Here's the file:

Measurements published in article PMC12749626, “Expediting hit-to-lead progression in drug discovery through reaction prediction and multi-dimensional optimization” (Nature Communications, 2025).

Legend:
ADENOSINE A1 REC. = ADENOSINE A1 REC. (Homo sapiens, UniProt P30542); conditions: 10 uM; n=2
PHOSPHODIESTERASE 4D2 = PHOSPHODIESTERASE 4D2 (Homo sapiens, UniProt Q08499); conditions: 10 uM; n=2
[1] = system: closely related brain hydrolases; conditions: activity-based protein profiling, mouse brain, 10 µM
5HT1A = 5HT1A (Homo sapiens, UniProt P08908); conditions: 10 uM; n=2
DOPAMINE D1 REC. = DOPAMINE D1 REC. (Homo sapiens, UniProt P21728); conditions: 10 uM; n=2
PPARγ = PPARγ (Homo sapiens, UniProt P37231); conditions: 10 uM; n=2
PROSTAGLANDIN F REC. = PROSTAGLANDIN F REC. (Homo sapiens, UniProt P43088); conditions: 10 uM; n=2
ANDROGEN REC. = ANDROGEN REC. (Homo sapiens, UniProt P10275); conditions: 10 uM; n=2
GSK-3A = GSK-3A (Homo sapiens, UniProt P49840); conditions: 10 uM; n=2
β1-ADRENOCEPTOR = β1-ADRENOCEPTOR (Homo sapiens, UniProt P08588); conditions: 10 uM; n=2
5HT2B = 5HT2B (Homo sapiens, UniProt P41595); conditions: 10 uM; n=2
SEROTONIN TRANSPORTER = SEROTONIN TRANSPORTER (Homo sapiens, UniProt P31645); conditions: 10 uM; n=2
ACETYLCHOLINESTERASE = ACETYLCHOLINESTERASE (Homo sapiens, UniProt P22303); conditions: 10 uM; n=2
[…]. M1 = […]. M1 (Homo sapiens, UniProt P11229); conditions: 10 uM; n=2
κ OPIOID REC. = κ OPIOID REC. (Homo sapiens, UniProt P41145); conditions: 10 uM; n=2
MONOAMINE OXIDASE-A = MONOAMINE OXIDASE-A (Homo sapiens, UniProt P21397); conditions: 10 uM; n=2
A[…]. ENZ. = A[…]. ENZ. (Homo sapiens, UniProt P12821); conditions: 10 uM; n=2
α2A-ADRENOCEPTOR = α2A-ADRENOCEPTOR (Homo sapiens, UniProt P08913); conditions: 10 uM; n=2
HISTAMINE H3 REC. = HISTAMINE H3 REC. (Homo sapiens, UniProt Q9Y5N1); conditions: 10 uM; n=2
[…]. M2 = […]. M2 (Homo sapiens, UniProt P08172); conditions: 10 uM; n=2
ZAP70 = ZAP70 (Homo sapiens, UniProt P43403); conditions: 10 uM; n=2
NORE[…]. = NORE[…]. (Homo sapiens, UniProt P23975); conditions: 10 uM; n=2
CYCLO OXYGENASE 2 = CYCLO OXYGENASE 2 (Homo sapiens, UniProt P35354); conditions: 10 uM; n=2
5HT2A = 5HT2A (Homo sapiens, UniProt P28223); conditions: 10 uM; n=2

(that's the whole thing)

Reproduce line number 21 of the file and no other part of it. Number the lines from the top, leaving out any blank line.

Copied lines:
HISTAMINE H3 REC. = HISTAMINE H3 REC. (Homo sapiens, UniProt Q9Y5N1); conditions: 10 uM; n=2